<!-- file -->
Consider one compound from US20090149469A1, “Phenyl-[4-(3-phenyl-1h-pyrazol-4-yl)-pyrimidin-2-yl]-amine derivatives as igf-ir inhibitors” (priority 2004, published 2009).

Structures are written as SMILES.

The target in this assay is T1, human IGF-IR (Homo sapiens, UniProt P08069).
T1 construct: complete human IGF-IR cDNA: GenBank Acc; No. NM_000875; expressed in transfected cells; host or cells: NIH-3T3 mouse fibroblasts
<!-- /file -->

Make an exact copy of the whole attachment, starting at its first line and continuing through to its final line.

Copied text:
Consider one compound from US20090149469A1, “Phenyl-[4-(3-phenyl-1h-pyrazol-4-yl)-pyrimidin-2-yl]-amine derivatives as igf-ir inhibitors” (priority 2004, published 2009).

Structures are written as SMILES.

The target in this assay is T1, human IGF-IR (Homo sapiens, UniProt P08069).
T1 construct: complete human IGF-IR cDNA: GenBank Acc; No. NM_000875; expressed in transfected cells; host or cells: NIH-3T3 mouse fibroblasts